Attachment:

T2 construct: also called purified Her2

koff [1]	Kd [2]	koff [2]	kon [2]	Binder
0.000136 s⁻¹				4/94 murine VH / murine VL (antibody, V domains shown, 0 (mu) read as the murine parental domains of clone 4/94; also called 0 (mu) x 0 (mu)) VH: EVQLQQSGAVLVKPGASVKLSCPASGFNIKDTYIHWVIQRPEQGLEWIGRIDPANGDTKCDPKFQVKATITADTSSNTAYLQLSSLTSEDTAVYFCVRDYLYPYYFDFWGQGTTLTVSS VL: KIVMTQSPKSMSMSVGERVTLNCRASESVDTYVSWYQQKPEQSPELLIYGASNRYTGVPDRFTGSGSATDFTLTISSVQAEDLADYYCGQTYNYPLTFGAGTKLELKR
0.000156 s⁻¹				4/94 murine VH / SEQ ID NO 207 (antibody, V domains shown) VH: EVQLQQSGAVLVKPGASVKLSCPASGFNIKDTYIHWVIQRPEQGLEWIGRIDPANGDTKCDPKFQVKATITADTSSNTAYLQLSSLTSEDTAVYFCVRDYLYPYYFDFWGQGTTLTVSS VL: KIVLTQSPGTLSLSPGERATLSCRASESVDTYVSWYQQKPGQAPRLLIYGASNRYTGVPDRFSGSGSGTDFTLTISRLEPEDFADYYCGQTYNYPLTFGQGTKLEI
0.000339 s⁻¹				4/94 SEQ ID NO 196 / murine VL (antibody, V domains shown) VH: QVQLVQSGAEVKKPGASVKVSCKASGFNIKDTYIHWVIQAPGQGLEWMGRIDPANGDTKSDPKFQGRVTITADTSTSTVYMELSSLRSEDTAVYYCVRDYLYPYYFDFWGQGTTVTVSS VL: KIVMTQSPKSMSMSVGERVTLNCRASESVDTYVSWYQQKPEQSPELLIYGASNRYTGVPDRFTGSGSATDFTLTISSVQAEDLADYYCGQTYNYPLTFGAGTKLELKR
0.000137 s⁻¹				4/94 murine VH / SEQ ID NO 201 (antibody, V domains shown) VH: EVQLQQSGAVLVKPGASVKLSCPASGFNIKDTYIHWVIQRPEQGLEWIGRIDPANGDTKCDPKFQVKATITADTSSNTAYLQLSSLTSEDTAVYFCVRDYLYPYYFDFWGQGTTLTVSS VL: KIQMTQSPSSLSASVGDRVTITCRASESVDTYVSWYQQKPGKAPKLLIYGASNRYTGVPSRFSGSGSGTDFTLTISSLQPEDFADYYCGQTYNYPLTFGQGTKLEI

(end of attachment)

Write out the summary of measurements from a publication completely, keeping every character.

T2 construct: also called purified Her2

koff [1]	Kd [2]	koff [2]	kon [2]	Binder
0.000136 s⁻¹				4/94 murine VH / murine VL (antibody, V domains shown, 0 (mu) read as the murine parental domains of clone 4/94; also called 0 (mu) x 0 (mu)) VH: EVQLQQSGAVLVKPGASVKLSCPASGFNIKDTYIHWVIQRPEQGLEWIGRIDPANGDTKCDPKFQVKATITADTSSNTAYLQLSSLTSEDTAVYFCVRDYLYPYYFDFWGQGTTLTVSS VL: KIVMTQSPKSMSMSVGERVTLNCRASESVDTYVSWYQQKPEQSPELLIYGASNRYTGVPDRFTGSGSATDFTLTISSVQAEDLADYYCGQTYNYPLTFGAGTKLELKR
0.000156 s⁻¹				4/94 murine VH / SEQ ID NO 207 (antibody, V domains shown) VH: EVQLQQSGAVLVKPGASVKLSCPASGFNIKDTYIHWVIQRPEQGLEWIGRIDPANGDTKCDPKFQVKATITADTSSNTAYLQLSSLTSEDTAVYFCVRDYLYPYYFDFWGQGTTLTVSS VL: KIVLTQSPGTLSLSPGERATLSCRASESVDTYVSWYQQKPGQAPRLLIYGASNRYTGVPDRFSGSGSGTDFTLTISRLEPEDFADYYCGQTYNYPLTFGQGTKLEI
0.000339 s⁻¹				4/94 SEQ ID NO 196 / murine VL (antibody, V domains shown) VH: QVQLVQSGAEVKKPGASVKVSCKASGFNIKDTYIHWVIQAPGQGLEWMGRIDPANGDTKSDPKFQGRVTITADTSTSTVYMELSSLRSEDTAVYYCVRDYLYPYYFDFWGQGTTVTVSS VL: KIVMTQSPKSMSMSVGERVTLNCRASESVDTYVSWYQQKPEQSPELLIYGASNRYTGVPDRFTGSGSATDFTLTISSVQAEDLADYYCGQTYNYPLTFGAGTKLELKR
0.000137 s⁻¹				4/94 murine VH / SEQ ID NO 201 (antibody, V domains shown) VH: EVQLQQSGAVLVKPGASVKLSCPASGFNIKDTYIHWVIQRPEQGLEWIGRIDPANGDTKCDPKFQVKATITADTSSNTAYLQLSSLTSEDTAVYFCVRDYLYPYYFDFWGQGTTLTVSS VL: KIQMTQSPSSLSASVGDRVTITCRASESVDTYVSWYQQKPGKAPKLLIYGASNRYTGVPSRFSGSGSGTDFTLTISSLQPEDFADYYCGQTYNYPLTFGQGTKLEI